Current immunization policies recommend universal flu vaccination for children aged 6-23 months, but shots are advised for older children only if they have high-risk medical conditions. New data compiled by researchers at Children's Hospital Boston and Harvard Medical School, reported in October 1 issue of the American Journal of Epidemiology, suggest that otherwise healthy 3- and 4-year-olds drive flu epidemics, a pattern that may warrant consideration when formulating immunization policy.
The researchers leveraged a real-time computerized biosurveillance system linking five diverse health-care settings in Greater Boston, and examined medical visits from 2000 to 2004. Children aged 3 to 4 clearly led influenza epidemics, presenting with flu-like respiratory illness as early as late September. Children aged 0-2 began arriving a week or two later, while older children first arrived in October and adults began arriving only in November.
Moreover, flu-like illness in children under age 5, compared with all other age groups, was the most predictive of pneumonia and influenza deaths in the general population as determined from a Centers for Disease Control and Prevention database. Visits by children aged 0-2 provided the best prediction of mortality, but those of 3- and 4-year-olds followed close behind, suggesting that preschoolers, not just infants and toddlers, are important spreaders of flu to vulnerable groups.
"The data make sense because preschools and daycares, with their close quarters, are hotbeds of infection," says Dr. John Brownstein, the paper's lead author and a faculty member of the Children's Hospital Informatics Program at the Harvard-MIT Health Sciences and Technology program. "The data suggest that when kids are sneezing, the elderly begin to die. Three- and 4-year-olds are sentinels that allow us to focus our surveillance systems."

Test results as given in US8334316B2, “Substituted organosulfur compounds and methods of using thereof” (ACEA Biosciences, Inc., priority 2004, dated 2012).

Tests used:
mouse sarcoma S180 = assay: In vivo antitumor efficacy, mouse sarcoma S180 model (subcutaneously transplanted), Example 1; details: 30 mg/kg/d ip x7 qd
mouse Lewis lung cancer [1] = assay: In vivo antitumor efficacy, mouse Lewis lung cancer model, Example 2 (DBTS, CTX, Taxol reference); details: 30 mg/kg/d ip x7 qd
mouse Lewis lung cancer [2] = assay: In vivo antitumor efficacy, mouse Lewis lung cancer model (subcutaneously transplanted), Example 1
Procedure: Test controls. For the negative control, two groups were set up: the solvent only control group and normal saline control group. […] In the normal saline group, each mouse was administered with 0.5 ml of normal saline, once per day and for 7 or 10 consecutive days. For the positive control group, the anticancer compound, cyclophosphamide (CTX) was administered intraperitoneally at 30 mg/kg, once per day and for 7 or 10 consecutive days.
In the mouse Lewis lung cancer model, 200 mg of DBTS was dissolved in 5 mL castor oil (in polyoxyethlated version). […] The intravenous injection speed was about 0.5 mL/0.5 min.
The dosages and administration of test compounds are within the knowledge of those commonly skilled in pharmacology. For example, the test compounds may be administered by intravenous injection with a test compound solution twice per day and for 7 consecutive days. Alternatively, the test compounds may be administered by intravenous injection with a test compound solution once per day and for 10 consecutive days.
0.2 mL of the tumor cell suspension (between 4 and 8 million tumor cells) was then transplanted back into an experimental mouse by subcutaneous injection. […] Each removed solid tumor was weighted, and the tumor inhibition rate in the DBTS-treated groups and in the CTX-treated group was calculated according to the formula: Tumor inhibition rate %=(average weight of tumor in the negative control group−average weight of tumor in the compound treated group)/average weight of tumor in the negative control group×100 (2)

Influenza kills tens of thousands of Americans each year. Previous studies have shown decreases in household flu transmission and in adult flu mortality when children are immunized. Additional studies have also suggested that preschoolers drive flu epidemics, but they are based on simulations.
"Our study was not a simulation," says senior investigator Dr. Kenneth Mandl, an attending physician in Children's Department of Emergency Medicine and an informatics program faculty member. "This was real life."
With that previous report in mind consider this next report. H5N1 bird flu is currently very lethal to children.
The disease has been particularly deadly for children. In Thailand, 89% of patients under the age of 15 years died an average of nine or 10 days after illness onset.
Protection of children is the biggest problem in a pandemic. During a pandemic of high lethality schools will be closed. But lots of kids are in day care and kids come into contact with each other while playing. Also, with so many working mothers kids end up under the care of others during the day. This sets up transmission belts of influenza from home to children to day care environments to other kids and then to other homes.
Some ideas to protect children from a deadly flu pandemic:
To move children or adults into longer term quarantine facilities requires intermediate quarantine facilities where people stay even more isolated for a week or two to establish that they do not already have a flu infection. So one problem is how to process large numbers of children through about 10 day cycles to separate out the infected from the infection-free. Then the infection-free could be transported under quarantine to quarantined longer term living facilities of the sorts listed above.
Children do not work in the economy. Therefore their isolation from society should be easier to manage than the isolation of working adults. At the same time, children are the biggest transmission belts of influenza. So their isolation would do more to reduce the spread of flu virus than the isolation of most other members of society. Plus, they would be at great risk of dying from an H5N1 pandemic.